What Is an Exempt-Interest Dividend

An exempt-interest dividend is a distribution from a mutual fund that is not subject to federal income tax. Exempt-interest dividends are often associated with mutual funds that invest in municipal bonds. While exempt-interest dividends are not subject to federal income tax, they may still be subject to state income tax or the Alternative Minimum Tax (AMT). The dividend income must be reported on the income tax return, and it is reported by mutual funds on Form 1099-INT.

Understanding Exempt-Interest Dividends

A dividend is a distribution of a company's profits to shareholders; because it is not an incurred cost, it is not classified as an expense, such as non-operating interest expenses.

An exempt-interest dividend is a payment from a mutual fund that is not subject to federal income tax. Individuals with high-net-worths are more likely to use municipal bonds and funds because the tax savings outweigh the lower returns provided by the investments. The tax benefits provided by the investments, including exempt-interest dividends, are lost if the investments are held in an IRA. This is because all dividends and interest within an IRA are tax-exempt.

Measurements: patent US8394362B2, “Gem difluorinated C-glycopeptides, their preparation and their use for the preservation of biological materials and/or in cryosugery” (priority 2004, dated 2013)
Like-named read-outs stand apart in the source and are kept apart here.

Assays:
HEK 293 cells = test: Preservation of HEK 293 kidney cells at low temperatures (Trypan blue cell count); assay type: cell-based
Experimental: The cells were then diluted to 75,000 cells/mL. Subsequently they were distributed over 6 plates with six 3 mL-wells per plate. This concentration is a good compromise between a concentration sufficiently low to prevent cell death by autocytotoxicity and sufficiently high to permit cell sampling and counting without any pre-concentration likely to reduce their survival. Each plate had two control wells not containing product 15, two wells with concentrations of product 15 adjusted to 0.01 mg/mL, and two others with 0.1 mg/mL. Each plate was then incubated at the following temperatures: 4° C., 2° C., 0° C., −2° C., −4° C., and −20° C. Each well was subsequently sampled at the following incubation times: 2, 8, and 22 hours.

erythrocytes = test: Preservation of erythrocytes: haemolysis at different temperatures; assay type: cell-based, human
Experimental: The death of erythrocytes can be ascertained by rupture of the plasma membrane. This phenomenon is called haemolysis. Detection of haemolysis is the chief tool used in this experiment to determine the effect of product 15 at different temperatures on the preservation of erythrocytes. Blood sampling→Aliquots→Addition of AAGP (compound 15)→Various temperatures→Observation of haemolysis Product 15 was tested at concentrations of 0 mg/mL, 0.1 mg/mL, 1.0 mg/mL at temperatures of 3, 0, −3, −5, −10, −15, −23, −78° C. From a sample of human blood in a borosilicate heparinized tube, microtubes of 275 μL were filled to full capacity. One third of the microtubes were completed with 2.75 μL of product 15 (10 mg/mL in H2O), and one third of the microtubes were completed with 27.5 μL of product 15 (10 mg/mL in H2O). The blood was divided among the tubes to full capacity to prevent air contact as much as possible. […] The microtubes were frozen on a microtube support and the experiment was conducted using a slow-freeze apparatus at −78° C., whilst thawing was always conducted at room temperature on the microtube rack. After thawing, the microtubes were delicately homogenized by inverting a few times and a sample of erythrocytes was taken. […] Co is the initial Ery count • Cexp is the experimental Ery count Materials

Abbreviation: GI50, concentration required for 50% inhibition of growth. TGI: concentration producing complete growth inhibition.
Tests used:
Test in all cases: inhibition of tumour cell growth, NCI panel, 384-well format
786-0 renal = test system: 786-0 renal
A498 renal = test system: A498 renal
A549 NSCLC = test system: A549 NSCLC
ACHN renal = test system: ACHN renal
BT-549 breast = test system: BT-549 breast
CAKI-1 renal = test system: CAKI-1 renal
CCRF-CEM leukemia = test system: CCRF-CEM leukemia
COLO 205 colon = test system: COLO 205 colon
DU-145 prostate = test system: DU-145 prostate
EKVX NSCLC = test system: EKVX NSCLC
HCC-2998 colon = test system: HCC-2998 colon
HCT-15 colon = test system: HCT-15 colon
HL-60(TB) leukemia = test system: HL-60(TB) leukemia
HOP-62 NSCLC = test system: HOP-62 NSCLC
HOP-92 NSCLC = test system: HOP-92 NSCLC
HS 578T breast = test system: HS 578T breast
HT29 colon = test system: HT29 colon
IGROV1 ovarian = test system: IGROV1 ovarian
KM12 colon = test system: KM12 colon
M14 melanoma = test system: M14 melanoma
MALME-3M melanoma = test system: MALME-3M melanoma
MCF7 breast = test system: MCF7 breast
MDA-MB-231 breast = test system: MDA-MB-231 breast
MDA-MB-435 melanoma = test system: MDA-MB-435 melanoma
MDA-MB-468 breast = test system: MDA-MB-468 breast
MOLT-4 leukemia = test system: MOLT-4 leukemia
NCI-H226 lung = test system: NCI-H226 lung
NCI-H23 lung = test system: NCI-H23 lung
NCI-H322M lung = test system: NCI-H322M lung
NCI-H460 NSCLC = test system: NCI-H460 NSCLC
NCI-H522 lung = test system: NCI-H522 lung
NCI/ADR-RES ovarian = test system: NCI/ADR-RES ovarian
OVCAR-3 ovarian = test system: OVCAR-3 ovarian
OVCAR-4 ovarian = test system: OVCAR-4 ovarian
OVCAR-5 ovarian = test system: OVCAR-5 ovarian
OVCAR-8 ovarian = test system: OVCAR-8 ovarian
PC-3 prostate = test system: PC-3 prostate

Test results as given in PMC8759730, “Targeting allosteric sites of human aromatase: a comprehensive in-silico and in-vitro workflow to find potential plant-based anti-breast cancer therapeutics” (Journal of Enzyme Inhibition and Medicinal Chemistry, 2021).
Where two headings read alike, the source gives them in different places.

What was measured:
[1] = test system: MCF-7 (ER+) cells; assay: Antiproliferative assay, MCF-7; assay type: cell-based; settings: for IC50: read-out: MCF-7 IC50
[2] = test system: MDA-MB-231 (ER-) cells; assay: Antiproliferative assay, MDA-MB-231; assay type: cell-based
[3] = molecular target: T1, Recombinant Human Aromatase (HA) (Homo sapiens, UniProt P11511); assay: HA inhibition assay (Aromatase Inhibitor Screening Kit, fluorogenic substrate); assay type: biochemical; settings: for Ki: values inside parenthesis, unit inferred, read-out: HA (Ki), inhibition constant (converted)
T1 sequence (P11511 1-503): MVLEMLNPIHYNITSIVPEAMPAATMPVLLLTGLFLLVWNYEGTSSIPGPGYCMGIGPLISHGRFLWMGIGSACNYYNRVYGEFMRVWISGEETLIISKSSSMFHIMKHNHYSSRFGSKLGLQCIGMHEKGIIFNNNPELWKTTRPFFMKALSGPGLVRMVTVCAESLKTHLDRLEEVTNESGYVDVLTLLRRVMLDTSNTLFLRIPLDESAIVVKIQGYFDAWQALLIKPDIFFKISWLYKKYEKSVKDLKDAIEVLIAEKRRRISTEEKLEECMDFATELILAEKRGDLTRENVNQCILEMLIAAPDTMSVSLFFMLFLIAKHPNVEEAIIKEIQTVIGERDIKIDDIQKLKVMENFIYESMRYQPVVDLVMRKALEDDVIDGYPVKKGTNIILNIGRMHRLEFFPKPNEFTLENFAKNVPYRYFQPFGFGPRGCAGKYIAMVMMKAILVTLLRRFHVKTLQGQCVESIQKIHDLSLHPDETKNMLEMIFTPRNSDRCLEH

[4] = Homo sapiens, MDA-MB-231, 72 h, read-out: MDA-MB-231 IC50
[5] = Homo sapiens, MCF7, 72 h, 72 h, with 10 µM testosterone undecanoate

Example of an Exempt-Interest Dividend

For example, Bill and Buffy Blankenmeier are high-net-worth investors. They are looking for ways to reduce their federal tax bill. They work with their investment professional to design a portfolio of municipal bonds that support municipalities located in their state of residence. The interest payments generated by this portfolio of bonds will be exempt-interest dividends.